By Holly Webber; Directed by Jenn Thompson

Kate Middleton and Victor Verhaeghe in PRATFALLS.

BOTTOM LINE: An only-in-New-York romantic comedy set on a Brooklyn rooftop.

Travis McHale’s set, the Brooklyn apartment building rooftop upon which Holly Webber’s new play Pratfalls unfolds, is perfect. McHale thought of everything: the tar-and-shingle floor, the electrical boxes, the brick wall and lace-curtained windows of the taller building next door, the tar-streaked white bucket that never leaves, even the bird poop splattered in just the right spot. Even more, this set has an immediate appeal to pretty much anyone who lives (or has lived) in New York. New York rooftops are intimate, surprisingly quiet, and always offer a spectacular view. I, for one, regularly take to my roof on a nice late afternoon to have a beer and lay in the sun with a friend. Rooftops are those unique urban spaces that New Yorkers prize in the way that people who live elsewhere prize their yards. 

Indeed, Pratfalls is the kind of play that tells a story that can only happen in New York. Roy, a comedian (played by Victor Verhaeghe, who has a recurring role on HBO’s Boardwalk Empire), has had a one-night stand with Elena (played by the Rebecca De Mornay-esque Kate Middleton), a guarded professional lawyer who “used to be married.” The plot begins when Roy brings Elena up to his rooftop, the place where he spends pretty much all of his time. Elena, who is trying to find a nice way to get the hell out of there, stays out of politeness when Roy’s quirky older neighbor Frances (Amelia White) shows up. Elena’s intentions of never seeing Roy again are destroyed when Roy has an accident trying out a new ending to his comedy routine. She feels partially responsible and offers to help take care of him.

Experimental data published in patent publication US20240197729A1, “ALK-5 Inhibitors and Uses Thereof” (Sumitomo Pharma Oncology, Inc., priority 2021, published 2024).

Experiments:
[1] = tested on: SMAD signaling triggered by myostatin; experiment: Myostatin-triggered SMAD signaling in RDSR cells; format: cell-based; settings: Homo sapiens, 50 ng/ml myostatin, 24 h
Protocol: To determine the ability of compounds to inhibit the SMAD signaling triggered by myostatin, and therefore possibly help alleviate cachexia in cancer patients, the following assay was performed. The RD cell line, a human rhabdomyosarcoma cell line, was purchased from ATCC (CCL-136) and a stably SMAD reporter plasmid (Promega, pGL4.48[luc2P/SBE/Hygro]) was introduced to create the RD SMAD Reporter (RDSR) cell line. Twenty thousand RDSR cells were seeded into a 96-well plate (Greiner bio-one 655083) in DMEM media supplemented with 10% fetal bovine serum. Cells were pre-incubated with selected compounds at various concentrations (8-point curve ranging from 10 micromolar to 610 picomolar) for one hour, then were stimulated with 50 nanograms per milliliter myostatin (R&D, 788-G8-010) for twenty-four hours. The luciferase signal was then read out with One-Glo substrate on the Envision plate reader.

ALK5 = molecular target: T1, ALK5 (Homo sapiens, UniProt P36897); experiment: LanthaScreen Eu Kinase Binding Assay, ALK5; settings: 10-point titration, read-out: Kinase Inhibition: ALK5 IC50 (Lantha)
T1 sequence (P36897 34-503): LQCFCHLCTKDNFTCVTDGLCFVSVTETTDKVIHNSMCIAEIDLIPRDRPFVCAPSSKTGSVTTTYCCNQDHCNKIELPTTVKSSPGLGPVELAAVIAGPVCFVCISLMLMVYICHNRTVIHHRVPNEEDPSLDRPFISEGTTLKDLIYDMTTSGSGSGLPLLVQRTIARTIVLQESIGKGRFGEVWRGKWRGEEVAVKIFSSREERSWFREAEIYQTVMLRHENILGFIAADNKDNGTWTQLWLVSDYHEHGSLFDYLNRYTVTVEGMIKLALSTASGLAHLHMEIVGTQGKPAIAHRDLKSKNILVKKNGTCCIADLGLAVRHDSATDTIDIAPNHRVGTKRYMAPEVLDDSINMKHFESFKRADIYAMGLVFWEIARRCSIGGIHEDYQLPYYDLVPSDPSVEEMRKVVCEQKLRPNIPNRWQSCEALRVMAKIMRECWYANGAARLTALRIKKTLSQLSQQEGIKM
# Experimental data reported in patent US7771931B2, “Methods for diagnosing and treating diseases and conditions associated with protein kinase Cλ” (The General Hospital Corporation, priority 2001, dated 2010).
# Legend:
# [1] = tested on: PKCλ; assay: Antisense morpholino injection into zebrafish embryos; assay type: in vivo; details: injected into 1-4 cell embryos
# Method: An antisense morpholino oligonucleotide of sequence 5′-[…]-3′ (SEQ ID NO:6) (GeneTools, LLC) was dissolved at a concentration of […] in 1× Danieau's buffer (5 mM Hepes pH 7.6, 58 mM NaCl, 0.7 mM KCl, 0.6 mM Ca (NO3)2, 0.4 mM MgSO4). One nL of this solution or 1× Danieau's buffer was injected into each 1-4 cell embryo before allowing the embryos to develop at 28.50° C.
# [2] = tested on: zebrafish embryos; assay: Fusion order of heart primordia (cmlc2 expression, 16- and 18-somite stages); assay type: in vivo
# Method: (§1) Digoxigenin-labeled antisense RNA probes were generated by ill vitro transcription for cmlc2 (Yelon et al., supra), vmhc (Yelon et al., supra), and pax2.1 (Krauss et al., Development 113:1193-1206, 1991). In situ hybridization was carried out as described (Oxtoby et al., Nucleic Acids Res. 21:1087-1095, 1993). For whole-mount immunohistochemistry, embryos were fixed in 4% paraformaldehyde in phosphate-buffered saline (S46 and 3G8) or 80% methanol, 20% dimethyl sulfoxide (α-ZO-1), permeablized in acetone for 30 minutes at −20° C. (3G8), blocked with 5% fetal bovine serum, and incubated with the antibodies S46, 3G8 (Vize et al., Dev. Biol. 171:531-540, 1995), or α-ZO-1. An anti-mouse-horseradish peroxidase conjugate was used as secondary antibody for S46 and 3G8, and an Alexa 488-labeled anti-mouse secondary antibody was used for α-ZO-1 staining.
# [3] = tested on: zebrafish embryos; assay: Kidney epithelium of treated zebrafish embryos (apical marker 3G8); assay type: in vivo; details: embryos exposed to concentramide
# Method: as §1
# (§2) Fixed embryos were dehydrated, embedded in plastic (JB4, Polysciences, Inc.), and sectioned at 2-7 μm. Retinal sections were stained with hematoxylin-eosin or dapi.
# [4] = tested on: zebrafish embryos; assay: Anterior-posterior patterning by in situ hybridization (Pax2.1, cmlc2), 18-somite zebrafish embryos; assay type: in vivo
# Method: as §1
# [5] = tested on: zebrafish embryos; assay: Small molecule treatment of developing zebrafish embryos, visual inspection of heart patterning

From there, the plot consists of getting-to-know-you conversations, misunderstandings, arguments, and make-ups, all of which take place on the roof. The plot is driven primarily by Roy’s romantic interest in Elena, which she meets with a cautious and wavering reciprocation, and which is colored by the circumstances of which her prior marriage ended.

Pratfalls fits safely into one of the most common categories of off Broadway theater: the “only in New York heterosexual romantic comedy.”  As an open-minded theatergoer, I really have no qualms with seeing shows that aren’t trying to be groundbreaking (in fact, attempts at groundbreaking theater are often a million times more unbearable than “safe” theater). However, I also want those safe shows to have something special to offer that sets them apart from all of the other shows like them.

Unfortunately for Praftalls, the only thing that made it stand out was the one thing that I got to see before the show even started -- the set. Otherwise, Pratfalls offers about what a run-of-the-mill TV sitcom has to offer: humor, quirky characters you wouldn’t want to know in real life, physical comedy and an actor you may recognize in the leading role. But it is also about as memorable as a sitcom, without another episode to follow to keep it fresh in your mind.

Perhaps the biggest downfall, though, was that I found myself rooting against the romance between Roy and Elena. Though there is something to the “opposites attract” vibe between them, I think that Elena could do better. Roy has a soft side, but he’s also prone to anger and aggression. Roy spends all his time sitting around on the roof and when people do come around, he has to be the center of attention. Perhaps if he left the roof more, he’d be a more appealing person. Perhaps the set is the problem after all.

(Pratfalls plays at the Dorothy Strelsin Theatre at the Abingdon Theatre Complex, 312 West 36th Street, 2nd floor, through May 19, 2012. Performances are Wednesdays through Fridays at 8PM, Saturdays at 2PM and 8PM, and Sundays at 2PM. Tickets are $25, or $20 for students and seniors, and can be purchased by visiting or by calling 866.411.8111. For more information visit